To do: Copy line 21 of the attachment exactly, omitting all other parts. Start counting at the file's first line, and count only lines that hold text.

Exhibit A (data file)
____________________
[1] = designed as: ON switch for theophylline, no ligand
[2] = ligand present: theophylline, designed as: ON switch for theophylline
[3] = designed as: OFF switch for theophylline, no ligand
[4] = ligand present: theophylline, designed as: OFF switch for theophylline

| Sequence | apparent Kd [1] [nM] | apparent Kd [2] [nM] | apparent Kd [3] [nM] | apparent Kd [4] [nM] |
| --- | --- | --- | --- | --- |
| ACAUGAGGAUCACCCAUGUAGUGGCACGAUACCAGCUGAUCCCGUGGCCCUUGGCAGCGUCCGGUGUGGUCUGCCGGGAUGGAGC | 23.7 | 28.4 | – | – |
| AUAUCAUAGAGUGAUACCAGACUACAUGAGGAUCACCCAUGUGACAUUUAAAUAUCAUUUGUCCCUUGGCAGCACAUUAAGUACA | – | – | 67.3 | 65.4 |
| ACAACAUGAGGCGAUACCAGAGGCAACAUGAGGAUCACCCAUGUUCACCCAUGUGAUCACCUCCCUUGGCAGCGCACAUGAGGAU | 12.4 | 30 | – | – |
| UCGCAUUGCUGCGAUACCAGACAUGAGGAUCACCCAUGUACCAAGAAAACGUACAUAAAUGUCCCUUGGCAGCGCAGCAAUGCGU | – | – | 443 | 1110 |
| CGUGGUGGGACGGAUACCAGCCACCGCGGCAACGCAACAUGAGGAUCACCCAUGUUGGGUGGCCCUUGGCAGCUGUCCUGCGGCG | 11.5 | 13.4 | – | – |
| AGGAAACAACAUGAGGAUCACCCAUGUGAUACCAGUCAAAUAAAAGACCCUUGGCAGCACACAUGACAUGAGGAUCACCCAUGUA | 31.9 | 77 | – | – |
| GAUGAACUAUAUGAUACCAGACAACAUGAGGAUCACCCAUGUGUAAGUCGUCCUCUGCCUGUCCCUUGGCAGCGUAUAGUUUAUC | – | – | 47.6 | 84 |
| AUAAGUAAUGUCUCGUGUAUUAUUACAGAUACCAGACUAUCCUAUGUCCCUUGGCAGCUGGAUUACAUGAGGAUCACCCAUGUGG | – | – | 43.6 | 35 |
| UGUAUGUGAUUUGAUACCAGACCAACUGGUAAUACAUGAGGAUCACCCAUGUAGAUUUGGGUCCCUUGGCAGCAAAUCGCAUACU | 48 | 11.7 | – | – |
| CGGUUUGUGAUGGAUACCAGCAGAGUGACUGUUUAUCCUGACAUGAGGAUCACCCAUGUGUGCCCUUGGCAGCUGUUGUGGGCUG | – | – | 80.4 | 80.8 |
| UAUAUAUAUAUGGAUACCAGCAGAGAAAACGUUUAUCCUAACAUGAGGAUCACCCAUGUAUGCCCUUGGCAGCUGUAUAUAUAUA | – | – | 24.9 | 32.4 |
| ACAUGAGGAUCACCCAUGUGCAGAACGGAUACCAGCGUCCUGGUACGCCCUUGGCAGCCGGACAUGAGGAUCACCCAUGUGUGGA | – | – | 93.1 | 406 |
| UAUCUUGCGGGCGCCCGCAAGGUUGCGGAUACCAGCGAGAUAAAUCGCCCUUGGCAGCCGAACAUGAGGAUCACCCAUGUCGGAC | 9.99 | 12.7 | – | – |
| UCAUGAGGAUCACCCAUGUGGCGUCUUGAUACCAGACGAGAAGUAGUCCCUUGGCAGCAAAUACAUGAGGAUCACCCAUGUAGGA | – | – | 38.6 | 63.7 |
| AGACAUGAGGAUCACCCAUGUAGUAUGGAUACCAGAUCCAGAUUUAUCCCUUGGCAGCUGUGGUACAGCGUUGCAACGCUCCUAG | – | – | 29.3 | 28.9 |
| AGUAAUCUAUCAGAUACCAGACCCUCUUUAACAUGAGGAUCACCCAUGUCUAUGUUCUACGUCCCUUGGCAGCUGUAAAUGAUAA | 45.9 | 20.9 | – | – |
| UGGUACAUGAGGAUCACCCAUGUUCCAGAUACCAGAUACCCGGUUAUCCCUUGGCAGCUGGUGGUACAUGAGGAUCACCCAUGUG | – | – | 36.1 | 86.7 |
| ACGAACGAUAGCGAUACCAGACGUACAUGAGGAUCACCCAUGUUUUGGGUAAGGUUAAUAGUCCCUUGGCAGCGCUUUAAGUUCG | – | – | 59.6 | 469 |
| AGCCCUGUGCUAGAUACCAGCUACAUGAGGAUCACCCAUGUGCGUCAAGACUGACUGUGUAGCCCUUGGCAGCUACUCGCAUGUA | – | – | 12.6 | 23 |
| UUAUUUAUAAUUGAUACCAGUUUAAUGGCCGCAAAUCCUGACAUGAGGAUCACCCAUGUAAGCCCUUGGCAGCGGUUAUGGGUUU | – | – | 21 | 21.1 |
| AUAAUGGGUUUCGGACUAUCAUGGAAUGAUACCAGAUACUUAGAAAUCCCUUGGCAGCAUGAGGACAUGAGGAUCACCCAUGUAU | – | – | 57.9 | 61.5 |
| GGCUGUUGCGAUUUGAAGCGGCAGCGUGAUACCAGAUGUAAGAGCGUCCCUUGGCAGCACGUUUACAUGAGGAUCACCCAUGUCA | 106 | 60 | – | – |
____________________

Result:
| AGACAUGAGGAUCACCCAUGUAGUAUGGAUACCAGAUCCAGAUUUAUCCCUUGGCAGCUGUGGUACAGCGUUGCAACGCUCCUAG | – | – | 29.3 | 28.9 |